- Stay active. A healthy body costs far less to maintain than an unhealthy body. You don’t have to do much to avoid gaining weight in college. A walk around campus each day will probably do it.
- Eat healthy. It’s possible to eat well on a small budget if you know what you’re doing.
- Limit vices. Beer, cigarettes, and pot are expensive. They also screw with your body and mind. Take it easy on the vices. There’s nothing wrong with a drink or two on Friday night, but don’t go overboard.
- Learn the art of the Cheap Date. The student’s guide to cheap dates suggests:
- Take advantage of mother nature
- Go for coffee
- Use CitySearch to track down cheap food and activities
- Attend campus events
- Have fun. Your college years will be some of the best of your life. It’s trite, but true. Make the most of them.
Get in the habit of making smart choices now, and you’ll develop a pattern of behavior that will stand you in good stead the rest of your life.
- Make smart choices. You can do anything you want, but you can’t do everything you want. Decide what’s important to you, and pursue that. And remember to leave time for yourself.
- When you want to buy something, ask yourself “Do I need it?” If you think you do, then wait. Don’t buy on impulse. Write the object of your desire on a piece of paper and pin it to the wall. Look at it every day for a week. If, at the end of the week, you still think you need it, then consider purchasing it.
I’ve saved the best for last. If you can master even one of these, you’ll have a head-start on your friends. Master all four, and you’ll be on the road to wealth. No kidding.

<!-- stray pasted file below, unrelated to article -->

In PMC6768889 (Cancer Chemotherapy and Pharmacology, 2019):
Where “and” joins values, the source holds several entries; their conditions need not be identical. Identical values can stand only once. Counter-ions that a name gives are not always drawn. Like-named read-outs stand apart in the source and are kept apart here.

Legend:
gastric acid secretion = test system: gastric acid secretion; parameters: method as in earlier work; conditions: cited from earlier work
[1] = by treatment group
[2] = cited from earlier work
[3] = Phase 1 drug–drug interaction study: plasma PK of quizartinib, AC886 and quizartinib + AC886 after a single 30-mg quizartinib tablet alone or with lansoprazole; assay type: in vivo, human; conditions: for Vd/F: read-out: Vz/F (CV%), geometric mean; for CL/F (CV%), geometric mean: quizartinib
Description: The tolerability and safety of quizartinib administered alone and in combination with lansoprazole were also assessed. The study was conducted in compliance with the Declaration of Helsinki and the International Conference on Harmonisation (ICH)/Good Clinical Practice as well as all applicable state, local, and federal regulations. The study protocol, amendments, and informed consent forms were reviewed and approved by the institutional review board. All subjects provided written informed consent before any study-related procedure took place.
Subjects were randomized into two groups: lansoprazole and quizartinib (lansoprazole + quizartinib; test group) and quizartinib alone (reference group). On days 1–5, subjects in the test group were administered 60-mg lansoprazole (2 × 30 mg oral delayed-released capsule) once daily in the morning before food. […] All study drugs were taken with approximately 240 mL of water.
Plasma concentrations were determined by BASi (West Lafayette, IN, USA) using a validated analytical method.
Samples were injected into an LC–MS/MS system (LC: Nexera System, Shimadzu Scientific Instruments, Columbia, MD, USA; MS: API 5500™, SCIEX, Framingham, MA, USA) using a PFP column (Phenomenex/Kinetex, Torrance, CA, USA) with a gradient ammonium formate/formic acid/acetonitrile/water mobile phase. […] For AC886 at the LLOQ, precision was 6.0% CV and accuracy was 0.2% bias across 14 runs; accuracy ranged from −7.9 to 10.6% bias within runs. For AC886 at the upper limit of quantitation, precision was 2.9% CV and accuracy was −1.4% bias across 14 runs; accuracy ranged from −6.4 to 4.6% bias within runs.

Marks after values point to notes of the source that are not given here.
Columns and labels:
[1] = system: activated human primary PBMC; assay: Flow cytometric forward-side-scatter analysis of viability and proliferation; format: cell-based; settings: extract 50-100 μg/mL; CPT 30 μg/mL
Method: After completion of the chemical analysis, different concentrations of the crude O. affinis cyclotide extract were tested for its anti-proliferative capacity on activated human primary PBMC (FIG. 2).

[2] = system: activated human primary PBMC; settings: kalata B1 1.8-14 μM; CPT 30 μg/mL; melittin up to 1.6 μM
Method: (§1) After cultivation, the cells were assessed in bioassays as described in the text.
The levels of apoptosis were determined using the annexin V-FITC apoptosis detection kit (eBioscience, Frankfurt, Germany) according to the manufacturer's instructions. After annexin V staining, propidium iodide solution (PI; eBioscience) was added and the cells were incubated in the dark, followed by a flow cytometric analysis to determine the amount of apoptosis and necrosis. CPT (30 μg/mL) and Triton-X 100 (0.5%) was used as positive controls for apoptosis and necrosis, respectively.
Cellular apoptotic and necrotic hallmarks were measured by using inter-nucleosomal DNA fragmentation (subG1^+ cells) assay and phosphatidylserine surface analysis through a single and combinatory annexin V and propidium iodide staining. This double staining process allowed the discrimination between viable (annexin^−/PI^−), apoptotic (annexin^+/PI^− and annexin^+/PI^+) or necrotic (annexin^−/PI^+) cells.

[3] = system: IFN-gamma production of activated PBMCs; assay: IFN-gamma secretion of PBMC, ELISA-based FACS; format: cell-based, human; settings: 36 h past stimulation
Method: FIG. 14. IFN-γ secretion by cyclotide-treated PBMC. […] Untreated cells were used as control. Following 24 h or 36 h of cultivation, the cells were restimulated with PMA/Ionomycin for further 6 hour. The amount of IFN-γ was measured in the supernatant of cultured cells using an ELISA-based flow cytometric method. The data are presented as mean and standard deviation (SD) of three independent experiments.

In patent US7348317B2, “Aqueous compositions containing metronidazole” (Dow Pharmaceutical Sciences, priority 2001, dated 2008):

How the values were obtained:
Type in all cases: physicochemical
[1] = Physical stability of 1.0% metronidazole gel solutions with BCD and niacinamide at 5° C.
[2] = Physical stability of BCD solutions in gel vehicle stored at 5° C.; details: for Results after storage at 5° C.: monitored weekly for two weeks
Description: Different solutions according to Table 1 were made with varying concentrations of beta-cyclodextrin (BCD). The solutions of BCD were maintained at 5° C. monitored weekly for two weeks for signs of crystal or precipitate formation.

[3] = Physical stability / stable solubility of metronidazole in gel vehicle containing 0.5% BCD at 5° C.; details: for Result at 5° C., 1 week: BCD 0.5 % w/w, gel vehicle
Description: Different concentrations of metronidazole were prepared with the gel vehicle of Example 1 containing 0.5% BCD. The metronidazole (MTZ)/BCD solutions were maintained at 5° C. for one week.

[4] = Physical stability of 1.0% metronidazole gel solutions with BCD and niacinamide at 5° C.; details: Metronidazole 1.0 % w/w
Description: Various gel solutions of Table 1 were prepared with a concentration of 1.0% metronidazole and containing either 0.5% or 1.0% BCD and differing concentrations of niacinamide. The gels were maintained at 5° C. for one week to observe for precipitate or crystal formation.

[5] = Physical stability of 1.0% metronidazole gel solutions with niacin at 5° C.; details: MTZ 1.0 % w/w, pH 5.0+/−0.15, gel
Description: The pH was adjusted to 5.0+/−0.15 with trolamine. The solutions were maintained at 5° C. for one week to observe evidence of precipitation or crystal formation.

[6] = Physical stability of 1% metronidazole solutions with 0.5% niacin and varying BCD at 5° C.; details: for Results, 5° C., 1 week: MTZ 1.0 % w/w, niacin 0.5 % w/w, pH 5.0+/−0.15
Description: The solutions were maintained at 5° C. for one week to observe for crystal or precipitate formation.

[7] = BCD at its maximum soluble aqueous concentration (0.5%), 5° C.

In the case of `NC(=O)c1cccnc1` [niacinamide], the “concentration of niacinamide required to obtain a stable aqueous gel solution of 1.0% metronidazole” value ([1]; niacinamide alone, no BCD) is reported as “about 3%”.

- Spend less than you earn. Don’t earn much? Then don’t spend much. If your spending and income are roughly even, you have two choices: earn more or spend less. When I was in college, I worked as many as four jobs at once. This gave me a lot of spending cash. (Unfortunately, I didn’t do a good job with the spend less part of the equation.)
- Be an outstanding employee. Good work habits can pay enormous dividends, leading to recommendations and contacts that you can use after you’re out of school. Several of my classmates turned work-study jobs into launching pads for future careers.
- Start your own business. Can you install a hard drive? Can you strip a computer of spyware? Can you perform minor car repairs? Do you have a pickup truck you could use to haul furniture? Are you a passable guitar player? Charge cheap rates and exceed expectations. Word will spread. When you’ve built up a customer base, you can raise your rates a little. This is an awesome way to make money.
- Learn to invest. Find a discount broker and begin making regular investments. Sharebuilder is a great choice for college students. It costs only $4 to make a scheduled stock purchase, and you can invest any amount of money, even $20. Don’t obsess over the details yet. You can worry about high returns and low fees later. Right now the most important thing is to develop the investment habit. (Ad: Buy Stocks for $4 at ShareBuilder.) Ten years from now, you’ll thank yourself. If you can find a way to invest $1000 a year for the next ten years, you can set yourself up for life. No joke.
You’re ahead of the game just by reading this list. Now do yourself a favor: subscribe to Get Rich Slowly via RSS or via email (see the sidebar). Then go visit I Will Teach You to Be Rich. Ramit’s advice is targeted directly at young adults.
Also, if you can find it, pick up a copy of Young Money, a magazine for college students. (Browse the magazine’s archive of money management articles online.) Finally, download the free PDF “40 Money Management Tips Every College Freshman Should Know” from Scholarship America.
Now stop fretting over money. Get out there and have some fun. I’ll be here when you return.
This article is about Basics